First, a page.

States are progressing toward a number of goals that aim to make computer science education a priority, but there is still more to do–especially when it comes to adopting K-12 computer science standards, according to a new report.
State of the States Landscape Report: State-Level Policies Supporting Equitable K–12 Computer Science Education also highlights key strategies and issues state leaders must address regarding computer science education.
So far, 7 states have adopted K-12 computer science education standards. States are considered to have fully adopted K-12 standards once they have met three criteria: the standards cover elementary, middle and high school; they are publicly accessible on the state’s website; and they include computer science content at all levels.
Though relatively few states have addressed all the criteria, 8 additional states are currently in the standards development process.
(Next page: Strategies and critical issues surrounding computer science education)
The report outlines four strategies for states to consider as they work to strengthen computer science education and improve workforce success for all youth:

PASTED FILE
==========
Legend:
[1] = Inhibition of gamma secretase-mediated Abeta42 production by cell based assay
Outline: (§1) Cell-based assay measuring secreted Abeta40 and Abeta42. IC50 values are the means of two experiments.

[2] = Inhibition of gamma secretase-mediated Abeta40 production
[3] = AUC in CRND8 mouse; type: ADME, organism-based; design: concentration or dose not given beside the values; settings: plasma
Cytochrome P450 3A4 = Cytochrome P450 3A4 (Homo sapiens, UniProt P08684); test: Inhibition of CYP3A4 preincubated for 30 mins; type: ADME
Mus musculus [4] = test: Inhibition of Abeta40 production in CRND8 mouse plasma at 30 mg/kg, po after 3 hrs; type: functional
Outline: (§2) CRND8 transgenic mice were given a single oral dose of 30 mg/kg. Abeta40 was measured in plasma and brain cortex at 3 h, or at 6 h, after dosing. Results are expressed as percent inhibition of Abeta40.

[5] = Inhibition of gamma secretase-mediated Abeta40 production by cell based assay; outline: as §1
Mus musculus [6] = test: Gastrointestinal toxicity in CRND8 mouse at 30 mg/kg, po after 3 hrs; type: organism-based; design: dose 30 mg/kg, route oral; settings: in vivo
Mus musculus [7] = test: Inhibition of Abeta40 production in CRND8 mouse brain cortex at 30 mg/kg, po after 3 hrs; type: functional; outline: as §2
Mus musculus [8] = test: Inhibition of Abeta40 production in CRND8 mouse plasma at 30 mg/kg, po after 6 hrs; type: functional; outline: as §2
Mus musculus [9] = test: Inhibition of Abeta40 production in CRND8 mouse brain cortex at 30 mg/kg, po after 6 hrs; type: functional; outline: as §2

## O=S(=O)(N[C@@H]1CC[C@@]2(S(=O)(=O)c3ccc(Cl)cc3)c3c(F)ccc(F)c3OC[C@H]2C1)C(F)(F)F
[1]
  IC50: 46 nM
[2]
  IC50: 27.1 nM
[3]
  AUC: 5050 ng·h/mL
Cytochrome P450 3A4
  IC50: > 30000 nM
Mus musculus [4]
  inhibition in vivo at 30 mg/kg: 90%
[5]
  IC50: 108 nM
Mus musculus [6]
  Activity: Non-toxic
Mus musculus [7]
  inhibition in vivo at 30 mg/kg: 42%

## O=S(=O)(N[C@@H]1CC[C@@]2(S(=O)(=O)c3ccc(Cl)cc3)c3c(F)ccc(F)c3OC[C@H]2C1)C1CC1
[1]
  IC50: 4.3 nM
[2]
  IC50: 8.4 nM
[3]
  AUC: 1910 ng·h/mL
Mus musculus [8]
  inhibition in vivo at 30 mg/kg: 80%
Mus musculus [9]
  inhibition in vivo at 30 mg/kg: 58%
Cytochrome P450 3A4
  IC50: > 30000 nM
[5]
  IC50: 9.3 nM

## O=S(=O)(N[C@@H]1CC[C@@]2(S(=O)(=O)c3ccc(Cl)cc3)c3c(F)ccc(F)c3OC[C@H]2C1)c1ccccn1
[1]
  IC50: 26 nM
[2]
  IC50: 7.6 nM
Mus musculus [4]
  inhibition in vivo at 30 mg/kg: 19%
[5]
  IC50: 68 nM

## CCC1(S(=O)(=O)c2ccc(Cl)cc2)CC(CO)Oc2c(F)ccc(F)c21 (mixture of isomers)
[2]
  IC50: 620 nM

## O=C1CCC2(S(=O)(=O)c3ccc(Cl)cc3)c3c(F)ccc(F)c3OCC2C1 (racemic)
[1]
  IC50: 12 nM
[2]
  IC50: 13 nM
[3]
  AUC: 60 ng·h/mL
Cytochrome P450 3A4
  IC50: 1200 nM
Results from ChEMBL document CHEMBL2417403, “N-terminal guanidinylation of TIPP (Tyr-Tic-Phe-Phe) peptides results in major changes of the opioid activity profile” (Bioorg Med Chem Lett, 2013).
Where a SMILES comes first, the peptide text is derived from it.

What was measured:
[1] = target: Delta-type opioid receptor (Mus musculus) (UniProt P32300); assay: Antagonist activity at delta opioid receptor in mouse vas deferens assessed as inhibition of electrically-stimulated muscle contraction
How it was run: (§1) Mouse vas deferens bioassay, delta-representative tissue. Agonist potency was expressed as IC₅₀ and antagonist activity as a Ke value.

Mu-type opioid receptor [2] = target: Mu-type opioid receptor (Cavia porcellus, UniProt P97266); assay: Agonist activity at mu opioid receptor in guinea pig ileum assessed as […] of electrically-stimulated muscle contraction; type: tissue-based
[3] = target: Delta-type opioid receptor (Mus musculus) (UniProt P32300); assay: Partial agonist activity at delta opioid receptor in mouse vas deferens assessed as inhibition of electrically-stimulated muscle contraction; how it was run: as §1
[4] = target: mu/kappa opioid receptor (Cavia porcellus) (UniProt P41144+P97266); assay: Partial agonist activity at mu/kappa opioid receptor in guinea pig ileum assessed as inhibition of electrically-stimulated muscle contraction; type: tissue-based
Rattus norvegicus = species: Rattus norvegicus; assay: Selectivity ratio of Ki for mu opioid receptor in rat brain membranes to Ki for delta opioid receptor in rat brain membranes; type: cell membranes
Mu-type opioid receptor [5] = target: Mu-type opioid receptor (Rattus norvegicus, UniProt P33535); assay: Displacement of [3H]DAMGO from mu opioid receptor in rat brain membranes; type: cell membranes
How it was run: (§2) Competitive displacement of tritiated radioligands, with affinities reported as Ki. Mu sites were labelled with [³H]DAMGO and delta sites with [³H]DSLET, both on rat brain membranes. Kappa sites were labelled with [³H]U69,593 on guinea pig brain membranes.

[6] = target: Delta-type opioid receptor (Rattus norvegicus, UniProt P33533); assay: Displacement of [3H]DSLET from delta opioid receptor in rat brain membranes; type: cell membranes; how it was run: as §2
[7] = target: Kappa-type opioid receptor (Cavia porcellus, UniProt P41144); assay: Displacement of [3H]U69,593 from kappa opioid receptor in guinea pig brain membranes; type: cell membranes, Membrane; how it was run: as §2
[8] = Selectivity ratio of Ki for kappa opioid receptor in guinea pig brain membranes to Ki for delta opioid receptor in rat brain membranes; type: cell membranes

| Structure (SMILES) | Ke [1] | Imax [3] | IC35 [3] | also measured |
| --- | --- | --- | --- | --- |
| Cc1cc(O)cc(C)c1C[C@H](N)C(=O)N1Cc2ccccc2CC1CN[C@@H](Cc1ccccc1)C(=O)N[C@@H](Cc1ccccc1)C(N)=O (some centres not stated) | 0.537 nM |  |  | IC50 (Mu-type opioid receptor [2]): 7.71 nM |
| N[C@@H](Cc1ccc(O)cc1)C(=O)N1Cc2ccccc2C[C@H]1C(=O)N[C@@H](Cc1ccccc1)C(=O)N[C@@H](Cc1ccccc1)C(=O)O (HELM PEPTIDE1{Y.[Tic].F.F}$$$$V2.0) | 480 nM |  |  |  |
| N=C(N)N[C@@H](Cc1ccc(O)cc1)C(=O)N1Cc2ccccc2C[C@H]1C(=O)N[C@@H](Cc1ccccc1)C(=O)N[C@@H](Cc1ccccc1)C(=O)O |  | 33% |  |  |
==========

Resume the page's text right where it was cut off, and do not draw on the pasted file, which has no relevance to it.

1. Build a broad base of leadership and ownership among key stakeholders
2. Develop short-, medium-, and long-term strategies, with a view to coherence and sustainability
3. Collect data to monitor progress, inform decision making, and drive continuous improvement
4. Use the growing talent pool of expertise in key organizations and in leadership states
It also highlights three critical issues that state leaders must address:
1. Raise the bar on both the scale of the effort and the quality of the CS learning opportunities available to students from kindergarten through the end of high school.
2. Commit to sufficient funding to achieve the goal. In most states, the level of funding currently available reflects an early-stage “testing the waters” approach.
3. Work toward continuous improvement by continuing to examine the CS education landscape and chart progress and challenges over time.
A group of leading computer science education organizations co-authored the report, with funding from BNY Mellon. The group includes EDC, Code.org, Education Commission of the States, NSF BPC Expanding Computing Education Pathways (ECEP) Alliance, Massachusetts Computing Attainment Network (MassCAN), and SageFox Consulting Group.
“Even with all of the progress being made, we have a long way yet to go,” said EDC’s Jim Stanton, executive director of MassCAN and the report’s lead author. “A failure to act boldly and urgently will maintain the status quo, in which access to CS is available to only a fraction of the nation’s K–12 students. Aggressively addressing the policy priorities described in this report will more quickly and effectively provide CS opportunities to a whole generation of students.”